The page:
This dissertation explores the normative understanding Chinese American women’s subjectivity in relation to modernity/coloniality. I consider Chinese women’s experiences in early twentieth-century United States as modernizing experiences and examine the idealized qualities proposed as modern to them. I investigate how modern are those qualities, from whom and with what socio-political interests are they proposed, as opposed to what qualities are they proposed, and what the consequences are.
This work intersects race, gender, and empire in reading the construction of Chinese American women’s idealized qualities and understands that it was simultaneously a construction of a binary thinking. This binary contrasted U.S. or Western thinking and values with traditional Chinese thinking along with the modern-traditional and progressive-backward binary. I employ works from Anibal Quijano, María Lugones, and Walter Mignolo and Madina Tlostanova as primary frames of analysis. With those works I consider modernity and coloniality as mutually constituted and constitutive, differentiating peoples and knowledges of the world in a Eurocentric racial order. It is in this construct that Chinese American women’s modernizing experiences are shaped.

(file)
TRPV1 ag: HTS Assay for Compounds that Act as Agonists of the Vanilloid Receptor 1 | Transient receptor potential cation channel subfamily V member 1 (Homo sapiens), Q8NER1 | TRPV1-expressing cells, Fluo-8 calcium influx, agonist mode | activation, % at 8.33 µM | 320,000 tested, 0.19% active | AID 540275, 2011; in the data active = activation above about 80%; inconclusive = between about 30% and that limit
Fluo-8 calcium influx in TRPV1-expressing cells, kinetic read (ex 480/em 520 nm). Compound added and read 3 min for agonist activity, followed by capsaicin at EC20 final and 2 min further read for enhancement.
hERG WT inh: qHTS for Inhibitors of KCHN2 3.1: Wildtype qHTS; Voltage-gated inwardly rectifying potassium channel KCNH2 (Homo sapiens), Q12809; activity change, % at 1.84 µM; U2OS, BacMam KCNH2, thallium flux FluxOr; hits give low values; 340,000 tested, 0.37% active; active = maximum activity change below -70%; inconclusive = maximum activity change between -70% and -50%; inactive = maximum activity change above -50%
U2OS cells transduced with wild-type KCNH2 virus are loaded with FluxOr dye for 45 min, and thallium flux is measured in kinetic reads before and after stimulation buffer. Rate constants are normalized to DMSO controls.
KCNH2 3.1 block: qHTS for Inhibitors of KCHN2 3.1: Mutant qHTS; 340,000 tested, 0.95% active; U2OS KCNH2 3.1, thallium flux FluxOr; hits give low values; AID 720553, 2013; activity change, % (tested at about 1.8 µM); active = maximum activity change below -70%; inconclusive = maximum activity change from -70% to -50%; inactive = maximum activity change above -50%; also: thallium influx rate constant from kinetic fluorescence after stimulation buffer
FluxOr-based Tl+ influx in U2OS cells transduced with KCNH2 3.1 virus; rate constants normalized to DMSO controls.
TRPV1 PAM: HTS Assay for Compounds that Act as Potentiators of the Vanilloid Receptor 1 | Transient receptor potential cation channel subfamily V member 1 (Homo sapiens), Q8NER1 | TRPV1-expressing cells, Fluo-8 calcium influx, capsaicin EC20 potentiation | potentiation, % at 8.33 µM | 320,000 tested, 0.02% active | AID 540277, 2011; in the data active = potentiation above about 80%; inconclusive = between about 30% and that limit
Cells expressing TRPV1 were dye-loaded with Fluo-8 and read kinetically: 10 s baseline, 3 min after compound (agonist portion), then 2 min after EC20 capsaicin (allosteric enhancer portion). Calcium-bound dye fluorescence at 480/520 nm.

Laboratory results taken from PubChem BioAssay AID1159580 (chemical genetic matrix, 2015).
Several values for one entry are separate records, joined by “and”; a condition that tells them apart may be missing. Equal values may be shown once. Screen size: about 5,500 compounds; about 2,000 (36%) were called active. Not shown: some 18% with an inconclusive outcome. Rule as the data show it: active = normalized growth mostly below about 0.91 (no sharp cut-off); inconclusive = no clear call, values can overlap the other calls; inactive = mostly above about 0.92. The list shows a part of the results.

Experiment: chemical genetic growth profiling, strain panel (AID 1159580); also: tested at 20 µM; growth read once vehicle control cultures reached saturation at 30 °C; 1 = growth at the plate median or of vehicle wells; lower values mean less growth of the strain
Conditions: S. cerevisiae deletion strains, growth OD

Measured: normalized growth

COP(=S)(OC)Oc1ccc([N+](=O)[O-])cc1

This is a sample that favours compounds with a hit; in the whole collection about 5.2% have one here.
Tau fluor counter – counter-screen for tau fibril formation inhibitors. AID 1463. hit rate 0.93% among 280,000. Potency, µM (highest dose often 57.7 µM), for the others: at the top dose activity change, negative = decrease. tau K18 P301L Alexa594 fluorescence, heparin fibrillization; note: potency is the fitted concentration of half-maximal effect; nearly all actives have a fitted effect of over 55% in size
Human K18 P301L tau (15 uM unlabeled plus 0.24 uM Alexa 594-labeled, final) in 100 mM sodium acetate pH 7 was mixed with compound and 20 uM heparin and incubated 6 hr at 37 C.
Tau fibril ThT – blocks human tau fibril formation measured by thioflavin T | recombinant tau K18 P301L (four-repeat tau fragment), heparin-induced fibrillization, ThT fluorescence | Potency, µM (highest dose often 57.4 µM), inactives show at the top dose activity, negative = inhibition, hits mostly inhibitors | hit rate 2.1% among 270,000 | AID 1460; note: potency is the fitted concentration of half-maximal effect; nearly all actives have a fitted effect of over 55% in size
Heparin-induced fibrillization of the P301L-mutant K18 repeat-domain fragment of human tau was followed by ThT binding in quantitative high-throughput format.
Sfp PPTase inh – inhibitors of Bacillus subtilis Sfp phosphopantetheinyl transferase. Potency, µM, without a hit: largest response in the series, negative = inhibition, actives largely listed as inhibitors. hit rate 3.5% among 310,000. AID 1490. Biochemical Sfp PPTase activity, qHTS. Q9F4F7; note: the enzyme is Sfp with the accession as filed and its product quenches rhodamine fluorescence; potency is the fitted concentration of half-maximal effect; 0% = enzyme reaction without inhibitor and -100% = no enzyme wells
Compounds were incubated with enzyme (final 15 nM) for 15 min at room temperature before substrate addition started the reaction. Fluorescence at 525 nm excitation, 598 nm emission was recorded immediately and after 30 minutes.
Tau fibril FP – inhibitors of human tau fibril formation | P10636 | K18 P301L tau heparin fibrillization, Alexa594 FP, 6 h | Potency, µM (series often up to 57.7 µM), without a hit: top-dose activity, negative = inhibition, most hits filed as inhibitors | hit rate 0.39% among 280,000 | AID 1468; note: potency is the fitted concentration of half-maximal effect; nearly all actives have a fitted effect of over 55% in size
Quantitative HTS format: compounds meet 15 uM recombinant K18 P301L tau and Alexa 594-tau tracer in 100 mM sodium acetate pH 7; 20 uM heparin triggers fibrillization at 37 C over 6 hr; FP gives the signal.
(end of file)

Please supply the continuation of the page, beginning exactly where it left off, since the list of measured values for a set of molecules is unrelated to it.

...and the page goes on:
With China’s historical complexity in mind, I conduct a research on female virtues in eighteenth-century China. Its twofold purposes serve as a reading of China’s expressions of female ideal qualities right before massive contact with the West as well as a point of contrast to the idealized qualities proposed to Chinese American women. As the study turns to the construction of Chinese American women’s ideal qualities in early twentieth-century San Francisco, it involved the agendas and socio-political interests of white missionary women, Chinese American male opinion makers, and Chinese American women. The complexity included issues of unequal racial and gender powers, Chinese nationalist movement, and Chinese American women’s development.
I further explore Chinese American women’s peculiar racializing experiences. In my argument, the historical process of differential relations in imperial status between the U.S. and China since the mid nineteenth century was the larger context that racialized Chinese subjects differently. It gives a reason how American social culture saw Chinese subjects with a peculiar perception; it also suggests how Chinese Americans saw themselves as subordinated but not “racialized”.
Keywords: Chinese American women, modernity/coloniality, Eurocentrism, gender and the coloniality of gender, the imperial difference
|Commitee:||Chang, Derek, De Vera, Arleen, Price, Joshua|
|School:||State University of New York at Binghamton|
|Department:||Philosophy, Interpretation, and Culture|
|School Location:||United States -- New York|
|Source:||DAI-A 71/07, Dissertation Abstracts International|
|Subjects:||Asian American Studies, Ethnic studies, Gender studies|
|Keywords:||Chinese American women, Chinese-American, Coloniality, Eurocentrism, Gender and coloniality of gender, Modernity, Modernity/coloniality, The imperial difference, Twentieth century, Women|
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